Just throwing out a "what if" that I had worked on in the past, and wondering what everybody else's take would be.
     
  9. T. A. Gardner

    T. A. Gardner Genuine Chief

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    The problem is that virtually none of the US lend-lease supplied landing craft are in the Pacific. Worse, the Russians really don't have a navy and the Japanese in 1945 still, at least by comparison, do.
     
  10. Devilsadvocate

    Devilsadvocate Ace

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    Ok, where, exactly, in the Soviet Union were all those amphibious craft? If they had been used for training, and the landing on Sakhalin, what condition were they in? Your list looks impressive, but in fact, it is only a fraction of the craft required to support a major (Multiple divisions) amphinious assault, and there is a conspicuous lack of the larger types crucial to the success of any large scale, across-the-beach combat landing. Look at the list of amphibious assault craft used in the Leyte Gulf landings, for example.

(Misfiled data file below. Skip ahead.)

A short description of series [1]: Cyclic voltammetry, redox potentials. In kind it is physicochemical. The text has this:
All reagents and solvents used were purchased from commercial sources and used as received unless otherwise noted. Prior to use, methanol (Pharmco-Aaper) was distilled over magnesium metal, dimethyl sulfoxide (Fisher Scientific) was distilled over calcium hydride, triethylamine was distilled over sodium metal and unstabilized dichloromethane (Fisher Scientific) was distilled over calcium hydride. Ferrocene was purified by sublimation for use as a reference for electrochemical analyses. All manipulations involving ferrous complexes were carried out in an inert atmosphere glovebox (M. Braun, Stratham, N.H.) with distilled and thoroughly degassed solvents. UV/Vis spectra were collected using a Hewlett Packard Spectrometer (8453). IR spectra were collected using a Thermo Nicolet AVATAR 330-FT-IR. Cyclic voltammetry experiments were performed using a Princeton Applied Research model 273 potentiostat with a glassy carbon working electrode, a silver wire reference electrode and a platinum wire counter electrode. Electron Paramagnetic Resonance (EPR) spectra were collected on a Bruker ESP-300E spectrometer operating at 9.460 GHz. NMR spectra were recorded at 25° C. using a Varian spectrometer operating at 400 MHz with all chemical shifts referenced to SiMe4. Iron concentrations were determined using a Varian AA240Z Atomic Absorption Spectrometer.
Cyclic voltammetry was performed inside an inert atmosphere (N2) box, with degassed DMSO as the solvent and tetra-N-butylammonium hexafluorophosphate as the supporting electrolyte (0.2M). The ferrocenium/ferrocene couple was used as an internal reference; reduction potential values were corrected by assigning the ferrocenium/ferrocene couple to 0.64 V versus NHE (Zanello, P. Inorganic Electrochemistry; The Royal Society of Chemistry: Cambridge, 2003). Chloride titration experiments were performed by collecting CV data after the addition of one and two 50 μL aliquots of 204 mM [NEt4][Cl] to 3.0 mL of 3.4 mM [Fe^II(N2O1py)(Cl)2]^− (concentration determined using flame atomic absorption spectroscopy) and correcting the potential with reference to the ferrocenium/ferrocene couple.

There is no doubt that the Russian Naval Infantry was, and is, a valorous fighting force, but the fact that it is older than our own Marine Corps is irrelevant to the discussion. During WW II, the Soviet Naval Infantry made over 100 assault landings, the vast majority of which, however, involved no more than platoon- or company-sized units. In fact, the Soviets lacked experience in planning and supporting multi-division amphibious landings, and Soviet Naval Infantry were not trained in amphibious landings of more than brigade size. In fact, only a portion of the Soviet Naval Infantry had any amphibious training at all.

    The Soviets took heavy casualties on Sakhalin Island and had a tough time overcoming the Japanese defenders. Hokkaido, which was much better defended than Sakhalin, was to be the objective of a regiment-size landing, which was almost certain to be repelled by the thoroughly prepared Japanese defenders. In any case, the Soviets weren't going to be able to land on Hokkaido without the concurrence of the US because they had no real fleet in the Pacific comaparable to the US Fleet.

    That is my "take" on the issue.